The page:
Fluoridation of water supply

Published on 27 July 2022

Photo showing underground water supply.

Council’s Water Services Manager Andrew Venmore said Council received a letter from the Manatū Hauora (Ministry of Health) on Wednesday 27 July 2022, directing it to start fluoridating the Whangarei water supplies by 31 December 2023 and the Bream Bay water supplies by 30 June 2024.

Whangarei District Council can apply to the Ministry of Health for $2.9M to install the technology to add fluoride to the District’s main water supplies, and for $100,000 a year to cover the annual operation costs.

“The Director General of Health, Dr Ashley Bloomfield, acknowledged the costings we had provided and said that the Ministry would be providing capital works funding and we would be advised how to apply in coming months," said Mr Venmore.

“He said the Whangārei and Bream Bay communities (populations 56,530 and 14,800 respectively) would each receive significant benefit, through improvement to the state of its oral health, because fluoridation of each water supply would significantly reduce the prevalence and severity of dental decay in its community.  

“He acknowledged the estimated capital cost of introducing fluoridation for the Whangārei supply would be $1,700,000, that the estimated capital cost of for the Bream Bay area supply would be $1,200,000 and that the ongoing management and monitoring costs were estimated to be over $100,000 per annum across both water supply areas.”

Mr Venmore said Council would now start preparing for the transition.

“Our Council has not been fluoridating any of its water supplies since a referendum in 2002 when 62% of responders opposed fluoridation. Over the past 20 years Councils have re-affirmed that decision through the Long Term Plan process and have not allocated any funding for fluoridation in current or future budgets, so we will need help with this change.”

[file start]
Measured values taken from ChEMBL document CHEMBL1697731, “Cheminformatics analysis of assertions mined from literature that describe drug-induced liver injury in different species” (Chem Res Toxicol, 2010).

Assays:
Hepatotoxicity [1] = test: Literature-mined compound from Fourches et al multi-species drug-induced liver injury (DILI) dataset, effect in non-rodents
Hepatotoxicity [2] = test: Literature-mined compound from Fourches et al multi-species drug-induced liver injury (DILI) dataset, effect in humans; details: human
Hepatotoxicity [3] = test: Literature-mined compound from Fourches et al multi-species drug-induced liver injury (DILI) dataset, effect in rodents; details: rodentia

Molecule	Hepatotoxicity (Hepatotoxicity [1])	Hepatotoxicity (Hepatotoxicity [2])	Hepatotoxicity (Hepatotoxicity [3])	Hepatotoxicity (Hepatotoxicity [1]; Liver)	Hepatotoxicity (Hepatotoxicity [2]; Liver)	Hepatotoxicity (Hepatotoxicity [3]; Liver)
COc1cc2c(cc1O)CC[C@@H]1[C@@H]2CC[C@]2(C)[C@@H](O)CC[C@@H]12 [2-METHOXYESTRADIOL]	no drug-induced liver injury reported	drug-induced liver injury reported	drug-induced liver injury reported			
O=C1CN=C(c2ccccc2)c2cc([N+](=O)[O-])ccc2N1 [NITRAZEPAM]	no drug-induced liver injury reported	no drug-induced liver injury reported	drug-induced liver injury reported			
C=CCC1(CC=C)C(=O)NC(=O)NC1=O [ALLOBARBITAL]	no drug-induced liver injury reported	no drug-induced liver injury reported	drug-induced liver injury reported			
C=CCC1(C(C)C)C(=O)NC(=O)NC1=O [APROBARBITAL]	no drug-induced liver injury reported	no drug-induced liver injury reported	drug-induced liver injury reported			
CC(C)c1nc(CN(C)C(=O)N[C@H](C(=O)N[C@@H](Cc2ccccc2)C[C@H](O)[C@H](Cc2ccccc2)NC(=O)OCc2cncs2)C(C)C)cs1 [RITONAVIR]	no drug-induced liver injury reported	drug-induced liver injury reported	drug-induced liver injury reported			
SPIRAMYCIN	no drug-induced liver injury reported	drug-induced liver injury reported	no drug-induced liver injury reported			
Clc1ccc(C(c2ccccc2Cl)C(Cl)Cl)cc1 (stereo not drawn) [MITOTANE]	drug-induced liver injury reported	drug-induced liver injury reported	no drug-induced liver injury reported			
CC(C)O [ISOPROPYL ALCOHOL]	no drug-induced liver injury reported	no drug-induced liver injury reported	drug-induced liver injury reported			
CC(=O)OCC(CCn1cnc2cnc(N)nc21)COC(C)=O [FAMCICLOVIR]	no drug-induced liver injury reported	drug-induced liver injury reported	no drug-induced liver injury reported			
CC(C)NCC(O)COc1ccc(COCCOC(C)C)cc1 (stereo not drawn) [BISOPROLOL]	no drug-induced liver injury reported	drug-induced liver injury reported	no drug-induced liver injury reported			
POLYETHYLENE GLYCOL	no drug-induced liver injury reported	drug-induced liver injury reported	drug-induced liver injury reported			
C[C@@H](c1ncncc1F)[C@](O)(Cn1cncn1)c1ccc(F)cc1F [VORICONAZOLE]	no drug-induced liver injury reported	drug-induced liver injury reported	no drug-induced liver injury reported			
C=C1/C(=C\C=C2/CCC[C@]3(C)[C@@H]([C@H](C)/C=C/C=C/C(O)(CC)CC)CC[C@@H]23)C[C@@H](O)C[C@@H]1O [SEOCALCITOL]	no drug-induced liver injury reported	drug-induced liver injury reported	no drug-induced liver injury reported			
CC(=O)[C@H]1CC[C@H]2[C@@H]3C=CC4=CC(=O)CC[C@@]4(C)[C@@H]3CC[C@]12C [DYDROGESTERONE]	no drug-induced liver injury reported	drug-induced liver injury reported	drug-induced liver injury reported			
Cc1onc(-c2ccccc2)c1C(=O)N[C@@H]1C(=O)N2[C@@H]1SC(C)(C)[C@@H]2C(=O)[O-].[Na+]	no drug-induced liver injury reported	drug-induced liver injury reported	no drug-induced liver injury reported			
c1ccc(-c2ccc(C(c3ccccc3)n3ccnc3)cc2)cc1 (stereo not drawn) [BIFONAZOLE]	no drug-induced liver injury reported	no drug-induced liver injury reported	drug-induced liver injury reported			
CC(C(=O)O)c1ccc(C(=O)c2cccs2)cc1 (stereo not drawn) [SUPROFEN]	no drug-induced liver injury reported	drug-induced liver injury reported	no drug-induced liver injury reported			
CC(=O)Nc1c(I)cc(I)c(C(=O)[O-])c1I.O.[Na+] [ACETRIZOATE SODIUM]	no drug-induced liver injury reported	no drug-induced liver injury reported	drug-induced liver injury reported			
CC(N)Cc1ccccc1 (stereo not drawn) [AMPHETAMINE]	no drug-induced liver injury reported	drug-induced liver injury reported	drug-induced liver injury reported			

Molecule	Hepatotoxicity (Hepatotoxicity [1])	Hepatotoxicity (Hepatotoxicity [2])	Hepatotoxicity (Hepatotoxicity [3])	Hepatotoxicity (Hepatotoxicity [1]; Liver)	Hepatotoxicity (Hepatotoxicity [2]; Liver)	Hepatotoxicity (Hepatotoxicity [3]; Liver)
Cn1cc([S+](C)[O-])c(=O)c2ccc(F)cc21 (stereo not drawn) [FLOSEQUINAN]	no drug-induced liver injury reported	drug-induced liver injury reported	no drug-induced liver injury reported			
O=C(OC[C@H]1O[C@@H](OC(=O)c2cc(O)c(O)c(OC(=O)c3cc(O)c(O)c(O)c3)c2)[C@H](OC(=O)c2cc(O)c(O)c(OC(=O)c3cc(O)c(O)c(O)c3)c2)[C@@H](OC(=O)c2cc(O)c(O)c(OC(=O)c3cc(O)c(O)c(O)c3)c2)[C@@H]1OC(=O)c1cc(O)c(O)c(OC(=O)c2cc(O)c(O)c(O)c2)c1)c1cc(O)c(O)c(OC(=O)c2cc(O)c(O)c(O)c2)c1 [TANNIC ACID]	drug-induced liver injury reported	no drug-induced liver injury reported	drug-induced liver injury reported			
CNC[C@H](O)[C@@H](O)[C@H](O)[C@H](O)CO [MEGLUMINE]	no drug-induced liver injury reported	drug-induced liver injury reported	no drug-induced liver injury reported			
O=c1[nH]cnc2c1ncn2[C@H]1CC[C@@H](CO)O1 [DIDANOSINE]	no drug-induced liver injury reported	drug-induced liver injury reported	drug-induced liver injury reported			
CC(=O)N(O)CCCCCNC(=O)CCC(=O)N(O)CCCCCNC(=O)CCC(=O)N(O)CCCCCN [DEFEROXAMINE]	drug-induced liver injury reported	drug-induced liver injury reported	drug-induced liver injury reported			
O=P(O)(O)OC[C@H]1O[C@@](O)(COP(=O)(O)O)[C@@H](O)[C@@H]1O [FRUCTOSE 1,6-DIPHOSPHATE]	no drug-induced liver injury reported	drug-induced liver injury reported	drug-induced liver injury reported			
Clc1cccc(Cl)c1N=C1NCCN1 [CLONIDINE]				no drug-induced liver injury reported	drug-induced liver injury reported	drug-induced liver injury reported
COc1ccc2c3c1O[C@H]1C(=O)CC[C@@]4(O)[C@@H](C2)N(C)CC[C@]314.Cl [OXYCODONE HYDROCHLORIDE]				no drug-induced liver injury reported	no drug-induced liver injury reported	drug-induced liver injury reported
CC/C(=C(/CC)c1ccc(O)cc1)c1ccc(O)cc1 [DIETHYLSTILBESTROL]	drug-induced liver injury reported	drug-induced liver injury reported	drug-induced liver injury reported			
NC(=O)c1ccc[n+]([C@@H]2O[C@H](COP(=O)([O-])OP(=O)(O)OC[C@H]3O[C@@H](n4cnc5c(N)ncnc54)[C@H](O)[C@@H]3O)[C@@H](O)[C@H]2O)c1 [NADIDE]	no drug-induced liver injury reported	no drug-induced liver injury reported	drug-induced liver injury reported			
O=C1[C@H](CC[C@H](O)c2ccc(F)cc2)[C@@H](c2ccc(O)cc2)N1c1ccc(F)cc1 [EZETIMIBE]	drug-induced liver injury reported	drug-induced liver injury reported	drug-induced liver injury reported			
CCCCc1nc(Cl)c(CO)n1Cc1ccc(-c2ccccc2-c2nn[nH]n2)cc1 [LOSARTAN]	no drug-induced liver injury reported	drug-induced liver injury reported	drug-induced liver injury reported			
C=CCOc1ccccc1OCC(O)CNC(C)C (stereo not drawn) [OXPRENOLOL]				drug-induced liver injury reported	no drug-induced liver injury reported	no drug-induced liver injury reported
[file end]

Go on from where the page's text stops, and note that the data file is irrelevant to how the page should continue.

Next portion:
Mr Venmore said the direction from the Ministry came at a time when the sector was facing many changes – some local, some national. 

“Fluoridation is just another part of the mix but it comes at a time when our income from water supply has taken a hit through RefiningNZ closing its refinery,  and our expenses are increasing to meet the requirements of the new water regulator, Taumata Arowai. The result of those alone has been a 31% increase in water rates to over $3 per cubic metre, so we will be grateful for the Ministry of Health funding for this new requirement. 

“We can now start preparing for this change. Work on the Whau Valley Water Treatment Plant can begin as soon as funding is available. Whau Valley provides most of the water to Whangarei City including the Central and Northern suburbs. When we built the new Whau Valley plant (opened in 2021) we provided space for fluoride dosing equipment if needed in future. The Ruddells Water Treatment Plant could be completed by the end of 2023 and the Poroti Water Treatment Plant could be worked into upgrades programmed for 2025. The two treatment plants at Bream Bay (Ahuroa and Ruakaka) should be easier to upgrade and it is anticipated these could be done, resourcing permitting, during the 2023 / 2034 financial year.

“Of course, these timeframes are dependent on adequate funding and resources including consultants, contractors, and staff, and materials being available. If external funding is not available, other projects will need to be removed from Council’s water projects list over these years to avoid further water rates increases.”

Mr Venmore said elected members have indicated that they would not be keen to do this and have indicated strongly that full funding from the Ministry of Health should be requested for both the capital and operational costs of fluoridation.